Eighty-Four

Eighty-Four (1997).

Eighty-Four (1997).

Eighty-Four

This tale of the ultimate “Negative Utopia” paints a grim future filled with Double-speak, Telescreens, Thought Police, and the ever watchful eyes of Big Brother. Written in 1948 this adaptation connects Orwell’s warning of the future to the ever changing face of modern technology and current society.

Production History
October 24 – November 29, 1997 : The LIDA Project Theatre :: Denver, CO
January 9 – 31, 1998 : Studio 44 :: Denver, CO

Awards
Best Experimental Theatre Production (1997) – Westword
Top 10 productions of 1997 – The Rocky Mountain News
Best New Play (Brian Freeland) – Denver Drama Critics Circle Award Nomination
Best Direction of a Play (Brian Freeland) – Denver Drama Critics Circle Award Nomination

The Company
Direction: Brian Freeland
Assistant Direction: Nils Ivan Swanson
Stage Management: Tara M.E. Thompson
Lighting / Projection Design: Brian Freeland
Scenic Design: Brian Freeland
Sound Design / Original Music: Jeremiah Lyman Moore
Properties: Brian Houtz

Ensemble
Winston: Guy Williams
Mother / Prostitute: Debra Shirley
Young Winston: Colin Smith
O’Brien: Gregory Ward
Julia: Catherine E. Worster
Syme: Brian E. Lewis
Charrington: John Shupp
Thought Police / Party Worker: Sean C. Vernon
Thought Police / Bartender: Nils Ivan Swanson
Telescreen Voice: Tara M.E. Thompson
Big Brother: Dan Hiester
Activities Director: Kathryn Gray
Emanuel Goldstein: Terry Burnsed

Hamletmachine

Hamletmachine (1997)

Catherine E. Worster and Nils Ivan Swanson in Hamletmachine (1997). Photo by Eric Weber.

Hamletmachine
by Heiner Müller

From the mind of the late Heiner Müller comes this elegantly deconstructed treatment of the Hamlet myth, placed at the fall of Communism and the dawn of the new Millennium.

Production History
April 18 – May 11, 1997 : The LIDA Project Theatre :: Denver, CO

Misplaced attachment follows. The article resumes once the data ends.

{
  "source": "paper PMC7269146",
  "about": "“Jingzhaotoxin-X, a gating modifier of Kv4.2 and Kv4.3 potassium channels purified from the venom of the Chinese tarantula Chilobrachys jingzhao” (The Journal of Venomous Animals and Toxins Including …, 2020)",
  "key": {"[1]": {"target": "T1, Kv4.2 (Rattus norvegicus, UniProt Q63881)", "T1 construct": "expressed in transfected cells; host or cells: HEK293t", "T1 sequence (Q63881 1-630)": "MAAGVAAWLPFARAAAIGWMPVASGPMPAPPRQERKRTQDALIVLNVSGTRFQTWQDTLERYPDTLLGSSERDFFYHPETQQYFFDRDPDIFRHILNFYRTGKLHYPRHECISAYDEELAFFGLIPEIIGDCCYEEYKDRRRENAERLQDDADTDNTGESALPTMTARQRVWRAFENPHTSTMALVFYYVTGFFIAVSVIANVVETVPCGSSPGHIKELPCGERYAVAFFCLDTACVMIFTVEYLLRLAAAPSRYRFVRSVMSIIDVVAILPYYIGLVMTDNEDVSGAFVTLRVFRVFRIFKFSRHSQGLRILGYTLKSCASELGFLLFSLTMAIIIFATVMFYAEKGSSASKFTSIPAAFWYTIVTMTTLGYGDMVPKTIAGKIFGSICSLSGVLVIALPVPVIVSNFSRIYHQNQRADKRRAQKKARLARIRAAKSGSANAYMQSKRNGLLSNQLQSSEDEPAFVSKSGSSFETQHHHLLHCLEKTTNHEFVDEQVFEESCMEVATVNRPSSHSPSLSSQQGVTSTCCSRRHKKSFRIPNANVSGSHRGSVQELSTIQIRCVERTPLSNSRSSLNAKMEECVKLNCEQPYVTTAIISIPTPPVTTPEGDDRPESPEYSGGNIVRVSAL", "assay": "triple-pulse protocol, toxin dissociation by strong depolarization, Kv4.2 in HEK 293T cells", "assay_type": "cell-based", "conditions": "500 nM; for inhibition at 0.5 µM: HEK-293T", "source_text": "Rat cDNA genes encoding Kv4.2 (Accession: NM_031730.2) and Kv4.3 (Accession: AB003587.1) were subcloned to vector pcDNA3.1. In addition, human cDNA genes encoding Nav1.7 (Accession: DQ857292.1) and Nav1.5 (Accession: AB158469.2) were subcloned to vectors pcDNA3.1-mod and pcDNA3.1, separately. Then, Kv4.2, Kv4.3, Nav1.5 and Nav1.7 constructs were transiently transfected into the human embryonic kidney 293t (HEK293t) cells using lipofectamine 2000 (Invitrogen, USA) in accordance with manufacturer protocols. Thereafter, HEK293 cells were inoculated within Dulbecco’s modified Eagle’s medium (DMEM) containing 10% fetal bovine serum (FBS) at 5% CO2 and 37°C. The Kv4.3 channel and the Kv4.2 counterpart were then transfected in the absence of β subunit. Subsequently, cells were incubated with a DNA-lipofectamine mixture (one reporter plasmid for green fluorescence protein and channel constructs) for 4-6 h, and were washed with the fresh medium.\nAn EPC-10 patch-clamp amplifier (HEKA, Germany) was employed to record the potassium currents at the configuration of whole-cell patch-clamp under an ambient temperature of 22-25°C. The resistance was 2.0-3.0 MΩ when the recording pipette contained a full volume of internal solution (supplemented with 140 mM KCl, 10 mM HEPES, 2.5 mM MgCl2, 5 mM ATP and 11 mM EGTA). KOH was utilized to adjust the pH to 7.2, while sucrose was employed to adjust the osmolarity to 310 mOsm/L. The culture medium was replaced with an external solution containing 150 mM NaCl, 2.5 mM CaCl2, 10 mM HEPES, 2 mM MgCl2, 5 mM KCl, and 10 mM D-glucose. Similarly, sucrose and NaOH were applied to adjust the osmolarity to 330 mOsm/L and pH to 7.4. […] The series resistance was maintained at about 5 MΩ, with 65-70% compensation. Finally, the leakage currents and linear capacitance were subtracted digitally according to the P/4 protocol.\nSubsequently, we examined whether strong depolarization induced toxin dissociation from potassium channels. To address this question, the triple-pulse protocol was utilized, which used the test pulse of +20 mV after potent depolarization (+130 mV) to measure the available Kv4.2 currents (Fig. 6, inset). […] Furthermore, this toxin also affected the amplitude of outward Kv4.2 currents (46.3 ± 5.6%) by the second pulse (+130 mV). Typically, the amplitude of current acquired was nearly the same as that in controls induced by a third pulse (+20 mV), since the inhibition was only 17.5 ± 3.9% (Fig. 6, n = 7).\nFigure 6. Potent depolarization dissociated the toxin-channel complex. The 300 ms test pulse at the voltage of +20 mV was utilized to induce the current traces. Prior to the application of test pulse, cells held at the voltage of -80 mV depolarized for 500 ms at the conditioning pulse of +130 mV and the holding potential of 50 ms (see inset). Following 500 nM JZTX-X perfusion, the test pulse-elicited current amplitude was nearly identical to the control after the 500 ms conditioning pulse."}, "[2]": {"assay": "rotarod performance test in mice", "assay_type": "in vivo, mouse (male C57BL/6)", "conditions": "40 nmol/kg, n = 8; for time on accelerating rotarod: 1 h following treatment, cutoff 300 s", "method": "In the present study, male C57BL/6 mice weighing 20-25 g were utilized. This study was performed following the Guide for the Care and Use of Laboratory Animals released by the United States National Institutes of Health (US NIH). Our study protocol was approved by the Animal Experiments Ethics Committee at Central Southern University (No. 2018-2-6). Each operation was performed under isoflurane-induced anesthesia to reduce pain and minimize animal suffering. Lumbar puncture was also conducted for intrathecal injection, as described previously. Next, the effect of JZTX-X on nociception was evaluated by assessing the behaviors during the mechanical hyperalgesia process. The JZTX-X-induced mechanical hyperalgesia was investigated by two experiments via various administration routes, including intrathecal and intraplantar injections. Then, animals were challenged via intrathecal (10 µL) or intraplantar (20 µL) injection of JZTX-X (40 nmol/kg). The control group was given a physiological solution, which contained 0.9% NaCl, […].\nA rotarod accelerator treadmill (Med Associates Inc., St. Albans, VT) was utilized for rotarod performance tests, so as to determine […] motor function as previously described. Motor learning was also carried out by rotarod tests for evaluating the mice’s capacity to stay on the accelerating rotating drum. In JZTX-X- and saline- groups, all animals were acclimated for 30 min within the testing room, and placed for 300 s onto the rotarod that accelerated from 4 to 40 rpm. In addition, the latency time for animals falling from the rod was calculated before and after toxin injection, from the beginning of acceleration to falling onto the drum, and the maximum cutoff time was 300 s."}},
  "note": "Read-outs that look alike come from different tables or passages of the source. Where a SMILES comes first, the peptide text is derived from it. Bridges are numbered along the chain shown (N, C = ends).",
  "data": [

Awards
Best Experimental Theatre Production, Best of Westword 1997

The Company
Direction: Brian Freeland
Lighting Design: Brian Freeland
Sound Design: Brian Freeland
Scenic Design: Brian Freeland
Costume Design: Katharine Guthrie

Ensemble
Paul Cure: Father / Polonius / Hamlet 3
Katharine Guthrie: Horatio
Brian E. Lewis: Laertes / Hamlet 2
Nils Ivan Swanson: Hamlet 1
Tara M.E. Thompson: Gertrude / Lenin
Catherine E. Worster: Ophelia / Marx

 

US

Tara M.E. Thompson and Paul Cure in Karen Malpede's US (1995).

Tara M.E. Thompson and Paul Cure in Karen Malpede’s US (1995).

US
by Karen Malpede

Production History
November 17, 1995- January 7, 1996 : The MK-Ultra Theatre :: Denver, CO

The Company
Direction: Brian Freeland
Lighting Design: John Babcock / Jason Hiester
Scenic Design: Brian Freeland
Sound Design: Brian Freeland

Ensemble *
Paul Cure: Tony / The Man Who Came in Through the Window / Michel
Tara M.E. Thompson: Cora / Sylvie / Hannah

* Original casting included John Babcock & Sara Casperson

 

 

Mar a tha an Sguel

Mar a tha an Sguel (1995). Kevin Phelan & Paul Cure.

Mar a tha an Sguel (1995). Kevin Phelan & Paul Cure.

Mar a tha an Sgeul (…and so the story goes) was a collection of dramatic works by Ireland’s most influential playwrights, highlighting how the political and economic climates of Ireland have influenced both Irish and western drama.

This series of works included:
Catastrophe by Samuel Beckett
Rockabye by Samuel Beckett
Come and Go by Samuel Beckett
Blood by Larry Kerwan
Dreaming of the Bones by William Butler Yeats
Not I by Samuel Beckett
Piece of Monologue by Samuel Beckett

Production History
August 26, 1995 | Denver International Irish Festival, Auraria Campus, Denver, CO
September 1 – 17, 1995 | MK-Ultra Theatre, 3601 Blake St., Denver, CO

The Company
Direction: John Babcock, Brian Freeland, & Tara M.E. Thompson

Ensemble
John Babcock, Paul Cure, Beth Dodd, Renée Goldberg, Brian Freeland, Kevin Phelan, Garth Shineman, & Tara M.E. Thompson